The struggle over competing views was settled last year as credit and funding (the "rising dollar") were proven correct. There was no completed recovery, instead only great economic risk as the slowdown turned toward and into contraction. This sudden interest in the yield curve misses the point, focusing on unsuited precision. In other words, having showed that past bearishness was correct in being bearish, those late to the process now want to use the yield curve as a hard signal for recession as if that cyclical declaration was all that matters(ed).

In past cycles, an inverted curve has appeared months before the onset of recession, so the fact that there is still positive spread in the calendar maturities is being taken as if credit is suggesting still some hope for avoiding it. That doesn't account for the dramatic and systematic change in the UST curve itself due to FOMC policy intrusions and really the eurodollar system's rise (and the interplay between those factors). I'm not at all convinced that the yield curve will ever invert recession or not; and I will also argue that it likely won't matter one way or the other. What is important and significant is what has already been observed here.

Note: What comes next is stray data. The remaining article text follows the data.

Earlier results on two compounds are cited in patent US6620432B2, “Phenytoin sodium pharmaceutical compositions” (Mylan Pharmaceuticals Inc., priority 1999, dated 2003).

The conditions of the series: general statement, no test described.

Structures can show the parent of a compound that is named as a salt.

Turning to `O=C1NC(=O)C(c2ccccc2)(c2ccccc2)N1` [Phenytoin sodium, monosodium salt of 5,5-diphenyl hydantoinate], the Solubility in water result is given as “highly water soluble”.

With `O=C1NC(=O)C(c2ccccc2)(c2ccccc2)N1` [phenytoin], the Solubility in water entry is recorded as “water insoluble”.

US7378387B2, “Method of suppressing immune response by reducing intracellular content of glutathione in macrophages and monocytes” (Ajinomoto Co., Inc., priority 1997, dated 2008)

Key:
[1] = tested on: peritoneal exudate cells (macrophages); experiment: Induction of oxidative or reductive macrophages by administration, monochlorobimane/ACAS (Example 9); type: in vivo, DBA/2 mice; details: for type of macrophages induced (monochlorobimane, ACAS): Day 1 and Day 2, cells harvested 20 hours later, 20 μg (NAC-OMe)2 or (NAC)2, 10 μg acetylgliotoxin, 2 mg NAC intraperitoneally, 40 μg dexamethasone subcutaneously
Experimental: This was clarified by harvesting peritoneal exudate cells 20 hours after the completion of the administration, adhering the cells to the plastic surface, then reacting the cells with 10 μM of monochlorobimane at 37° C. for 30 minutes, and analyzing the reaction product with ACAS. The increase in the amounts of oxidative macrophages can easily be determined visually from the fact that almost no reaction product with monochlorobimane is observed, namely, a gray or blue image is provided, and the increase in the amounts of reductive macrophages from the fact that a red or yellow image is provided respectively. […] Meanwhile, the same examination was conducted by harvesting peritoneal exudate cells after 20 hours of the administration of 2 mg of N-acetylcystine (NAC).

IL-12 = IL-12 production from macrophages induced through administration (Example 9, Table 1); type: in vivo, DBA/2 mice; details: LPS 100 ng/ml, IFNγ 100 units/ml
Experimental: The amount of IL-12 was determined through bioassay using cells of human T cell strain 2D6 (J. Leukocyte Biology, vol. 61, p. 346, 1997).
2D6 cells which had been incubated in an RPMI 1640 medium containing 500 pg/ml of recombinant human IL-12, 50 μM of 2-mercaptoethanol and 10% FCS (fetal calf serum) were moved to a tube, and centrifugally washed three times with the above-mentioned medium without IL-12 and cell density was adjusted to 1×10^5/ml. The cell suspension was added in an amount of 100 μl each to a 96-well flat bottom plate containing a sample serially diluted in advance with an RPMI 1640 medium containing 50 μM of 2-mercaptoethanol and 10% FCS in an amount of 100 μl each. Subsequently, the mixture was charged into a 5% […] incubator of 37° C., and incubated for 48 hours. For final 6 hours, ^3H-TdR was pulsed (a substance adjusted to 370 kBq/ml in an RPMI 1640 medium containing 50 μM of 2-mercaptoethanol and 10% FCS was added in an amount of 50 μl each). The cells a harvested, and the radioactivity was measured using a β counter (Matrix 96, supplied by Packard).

ABOOK May 2016 Yield Curve 5s10s Longer ABOOK May 2016 Yield Curve 2s10s

The incidence of the steeper yield curve is itself a reflection of monetary degradation. The FOMC targeted lower and lower rates for the front end which UST bill rates "obliged." The back end of the curve was relatively apathetic, which had the effect of steepening the curve far beyond the historical range. While a steeper curve is supposed to reflect better long run economic prospects, that was never the case. Instead, that numerically sharper curve only suggested the increasing inefficiency of monetary policy and the direct effects of the eurodollar expansion.

ABOOK May 2016 Yield Curve 5s10s Longer Points

Like the level of inert bank reserves, that part of the "cycle" was only reflective of monetary policy and money conditions rather than actual economic expectations. It was a measure of economic inauthenticity, a factor all-too-easily observed as the artificial yield curve grew only steeper while the real economy grew slower and weaker (impoverished).